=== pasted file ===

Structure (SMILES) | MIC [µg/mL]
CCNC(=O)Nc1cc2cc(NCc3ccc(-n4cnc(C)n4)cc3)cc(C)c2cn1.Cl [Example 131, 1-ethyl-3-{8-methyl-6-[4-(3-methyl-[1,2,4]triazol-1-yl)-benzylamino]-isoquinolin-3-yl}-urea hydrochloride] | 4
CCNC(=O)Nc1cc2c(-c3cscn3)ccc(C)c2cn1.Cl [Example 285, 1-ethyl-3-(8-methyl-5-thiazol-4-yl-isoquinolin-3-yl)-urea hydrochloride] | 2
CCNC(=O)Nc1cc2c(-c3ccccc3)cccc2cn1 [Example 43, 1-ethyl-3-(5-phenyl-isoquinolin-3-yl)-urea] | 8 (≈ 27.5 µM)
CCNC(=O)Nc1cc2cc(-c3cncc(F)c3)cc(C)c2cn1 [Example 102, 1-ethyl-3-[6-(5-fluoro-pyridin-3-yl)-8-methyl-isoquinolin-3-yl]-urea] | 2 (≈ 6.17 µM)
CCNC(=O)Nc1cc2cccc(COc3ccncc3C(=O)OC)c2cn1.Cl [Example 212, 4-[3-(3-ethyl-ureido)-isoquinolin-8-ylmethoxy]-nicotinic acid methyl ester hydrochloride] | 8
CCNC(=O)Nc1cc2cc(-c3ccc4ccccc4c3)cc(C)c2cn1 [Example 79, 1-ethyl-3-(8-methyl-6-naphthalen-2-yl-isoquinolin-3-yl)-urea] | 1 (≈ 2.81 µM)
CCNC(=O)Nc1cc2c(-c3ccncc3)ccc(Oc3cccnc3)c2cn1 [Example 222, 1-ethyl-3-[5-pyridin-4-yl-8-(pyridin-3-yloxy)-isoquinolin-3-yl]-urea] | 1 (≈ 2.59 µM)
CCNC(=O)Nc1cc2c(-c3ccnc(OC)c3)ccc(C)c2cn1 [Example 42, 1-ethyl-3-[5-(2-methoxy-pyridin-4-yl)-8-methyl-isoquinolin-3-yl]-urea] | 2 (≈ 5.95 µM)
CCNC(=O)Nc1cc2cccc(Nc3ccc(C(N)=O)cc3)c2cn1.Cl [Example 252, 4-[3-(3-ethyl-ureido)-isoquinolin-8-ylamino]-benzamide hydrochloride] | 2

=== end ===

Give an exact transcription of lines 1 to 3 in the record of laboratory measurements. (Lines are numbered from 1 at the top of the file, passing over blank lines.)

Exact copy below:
Structure (SMILES) | MIC [µg/mL]
CCNC(=O)Nc1cc2cc(NCc3ccc(-n4cnc(C)n4)cc3)cc(C)c2cn1.Cl [Example 131, 1-ethyl-3-{8-methyl-6-[4-(3-methyl-[1,2,4]triazol-1-yl)-benzylamino]-isoquinolin-3-yl}-urea hydrochloride] | 4
CCNC(=O)Nc1cc2c(-c3cscn3)ccc(C)c2cn1.Cl [Example 285, 1-ethyl-3-(8-methyl-5-thiazol-4-yl-isoquinolin-3-yl)-urea hydrochloride] | 2